CQ doctors told to pack their bags by end of year
THE Central Queensland Hospital and Health Service told doctors living in taxpayer-funded accommodation to move out by the end of the year.
The CQHHS recently informed rural generalists that their accommodation was approved by the Department of Health director general Dr John Wakefield only until December 31 this year.
In Parliament on Thursday, Member for Gregory Lachlan Millar tabled a letter, which he had been emailed anonymously, from CQHHS medical services executive director Dr Julieanne Graham to a doctor in Emerald.
The letter was dated July 10 and read: "As a Senior Medical Officer working in Emerald, you will not have an entitlement to accommodation after 31st December 2020, and will be asked to vacate the property … at this date."
Mr Millar said that subsidised accommodation was an incentive for doctors to work rurally, and that it was inappropriate at the moment to reduce the number of health workers in those areas.
"I feel that there's been a massive hit to the budget and they're going to try and cut back, and the cutbacks are going to be in the bush," he said.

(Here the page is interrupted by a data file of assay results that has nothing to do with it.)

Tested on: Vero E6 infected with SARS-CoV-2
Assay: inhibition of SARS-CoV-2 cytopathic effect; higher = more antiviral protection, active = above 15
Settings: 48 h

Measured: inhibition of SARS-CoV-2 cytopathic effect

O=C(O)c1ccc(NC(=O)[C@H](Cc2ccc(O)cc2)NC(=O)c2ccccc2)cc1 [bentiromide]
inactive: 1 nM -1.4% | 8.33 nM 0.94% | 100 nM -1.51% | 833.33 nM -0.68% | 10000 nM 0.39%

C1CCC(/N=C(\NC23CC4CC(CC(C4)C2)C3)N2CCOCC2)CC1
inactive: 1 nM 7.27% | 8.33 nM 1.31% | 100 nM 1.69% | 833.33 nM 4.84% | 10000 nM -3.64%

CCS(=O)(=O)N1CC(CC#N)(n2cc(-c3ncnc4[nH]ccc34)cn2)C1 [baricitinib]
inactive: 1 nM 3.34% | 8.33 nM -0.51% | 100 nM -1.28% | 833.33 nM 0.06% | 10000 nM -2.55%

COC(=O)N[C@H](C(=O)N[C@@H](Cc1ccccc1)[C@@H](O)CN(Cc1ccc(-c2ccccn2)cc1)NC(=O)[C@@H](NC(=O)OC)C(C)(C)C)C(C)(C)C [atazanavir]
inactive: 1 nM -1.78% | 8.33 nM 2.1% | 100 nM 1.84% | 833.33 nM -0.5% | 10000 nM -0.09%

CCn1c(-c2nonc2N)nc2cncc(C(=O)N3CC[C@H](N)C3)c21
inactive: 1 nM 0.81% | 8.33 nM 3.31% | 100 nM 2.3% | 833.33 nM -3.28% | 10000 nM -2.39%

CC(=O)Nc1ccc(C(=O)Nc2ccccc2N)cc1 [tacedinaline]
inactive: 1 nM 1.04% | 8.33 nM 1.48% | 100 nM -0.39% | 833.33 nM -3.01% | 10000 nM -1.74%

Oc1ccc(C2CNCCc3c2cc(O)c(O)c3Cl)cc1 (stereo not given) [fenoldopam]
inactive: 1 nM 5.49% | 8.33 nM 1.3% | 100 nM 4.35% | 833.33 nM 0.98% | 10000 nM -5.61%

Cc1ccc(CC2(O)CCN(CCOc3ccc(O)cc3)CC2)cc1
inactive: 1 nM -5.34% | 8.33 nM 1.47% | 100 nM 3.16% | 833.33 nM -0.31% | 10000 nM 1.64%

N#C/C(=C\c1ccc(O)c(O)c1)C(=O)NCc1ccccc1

"We've got to provide as much incentive to keep doctors there for a long period of time.
"Right now is not the time to cut back on frontline services in rural and regional areas.
"Why is the Government risking health services for regional Queenslanders by kicking clinicians out of the homes over Christmas?"
CQHHS chief executive Steve Williamson said a review into CQ Health's accommodation allowance showed rural generalist doctors were receiving more than their award entitlements, which was "inconsistent with arrangements elsewhere in the state".
"While incentives are important to attract medical officers to rural areas, we need to ensure
taxpayer funds are used properly and transparently," he said.
He said CQ Health was looking into how to support doctors affected by the decision.
The letter tabled by Mr Millar said doctors would not have to repay over-entitlements they might have received.
During the Thursday Parliament sitting, Health Minister Steven Miles responded to Mr Millar, saying "the LNP has no record to be proud of when it comes to medical services, whether that is in the city or in the regions".
"They cut back medical services right across this state," he said. "They sacked nurses. They sacked pathology workers. They sacked support staff.
"They consistently cut health services to Queenslanders."
Minister Miles said he would arrange a "a face-to-face briefing" for Mr Millar.